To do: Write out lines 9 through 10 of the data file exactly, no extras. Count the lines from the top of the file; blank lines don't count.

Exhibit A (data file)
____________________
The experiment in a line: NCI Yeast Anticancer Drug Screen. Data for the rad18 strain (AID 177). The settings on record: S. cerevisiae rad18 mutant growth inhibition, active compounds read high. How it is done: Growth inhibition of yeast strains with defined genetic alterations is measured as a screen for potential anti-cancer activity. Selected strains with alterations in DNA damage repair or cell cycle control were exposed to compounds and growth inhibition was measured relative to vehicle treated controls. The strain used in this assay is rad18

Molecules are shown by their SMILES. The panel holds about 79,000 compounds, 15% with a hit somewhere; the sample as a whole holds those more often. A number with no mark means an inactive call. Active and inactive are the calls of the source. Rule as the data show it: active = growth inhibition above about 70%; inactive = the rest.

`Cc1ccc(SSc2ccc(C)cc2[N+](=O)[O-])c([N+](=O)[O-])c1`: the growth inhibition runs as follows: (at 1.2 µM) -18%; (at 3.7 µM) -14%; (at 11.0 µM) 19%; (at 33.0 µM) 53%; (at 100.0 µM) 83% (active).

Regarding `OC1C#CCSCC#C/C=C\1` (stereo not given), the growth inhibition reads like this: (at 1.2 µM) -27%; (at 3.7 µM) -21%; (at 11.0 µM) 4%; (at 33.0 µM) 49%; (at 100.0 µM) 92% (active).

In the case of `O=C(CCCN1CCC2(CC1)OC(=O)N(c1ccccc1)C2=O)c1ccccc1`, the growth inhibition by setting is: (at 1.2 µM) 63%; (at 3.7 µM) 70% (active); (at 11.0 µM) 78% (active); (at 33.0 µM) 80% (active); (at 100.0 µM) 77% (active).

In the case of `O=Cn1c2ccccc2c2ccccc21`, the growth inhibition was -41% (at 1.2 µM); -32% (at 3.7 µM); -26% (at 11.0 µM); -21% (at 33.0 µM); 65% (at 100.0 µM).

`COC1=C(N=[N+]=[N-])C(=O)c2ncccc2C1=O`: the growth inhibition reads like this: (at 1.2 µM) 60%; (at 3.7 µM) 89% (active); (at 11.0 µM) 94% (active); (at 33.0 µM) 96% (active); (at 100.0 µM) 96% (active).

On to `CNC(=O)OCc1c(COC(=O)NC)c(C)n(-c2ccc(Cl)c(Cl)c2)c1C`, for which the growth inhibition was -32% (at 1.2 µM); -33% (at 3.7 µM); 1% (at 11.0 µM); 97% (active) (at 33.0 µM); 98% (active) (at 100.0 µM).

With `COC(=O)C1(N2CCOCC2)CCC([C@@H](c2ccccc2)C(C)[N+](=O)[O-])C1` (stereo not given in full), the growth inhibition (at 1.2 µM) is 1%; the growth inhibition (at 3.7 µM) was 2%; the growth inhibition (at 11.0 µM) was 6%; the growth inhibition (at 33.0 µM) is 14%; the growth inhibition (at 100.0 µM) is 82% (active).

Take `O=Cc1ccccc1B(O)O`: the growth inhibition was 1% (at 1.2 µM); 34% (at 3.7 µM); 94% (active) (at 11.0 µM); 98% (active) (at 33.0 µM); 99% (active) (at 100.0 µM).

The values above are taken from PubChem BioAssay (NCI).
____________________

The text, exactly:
With `COC(=O)C1(N2CCOCC2)CCC([C@@H](c2ccccc2)C(C)[N+](=O)[O-])C1` (stereo not given in full), the growth inhibition (at 1.2 µM) is 1%; the growth inhibition (at 3.7 µM) was 2%; the growth inhibition (at 11.0 µM) was 6%; the growth inhibition (at 33.0 µM) is 14%; the growth inhibition (at 100.0 µM) is 82% (active).

Take `O=Cc1ccccc1B(O)O`: the growth inhibition was 1% (at 1.2 µM); 34% (at 3.7 µM); 94% (active) (at 11.0 µM); 98% (active) (at 33.0 µM); 99% (active) (at 100.0 µM).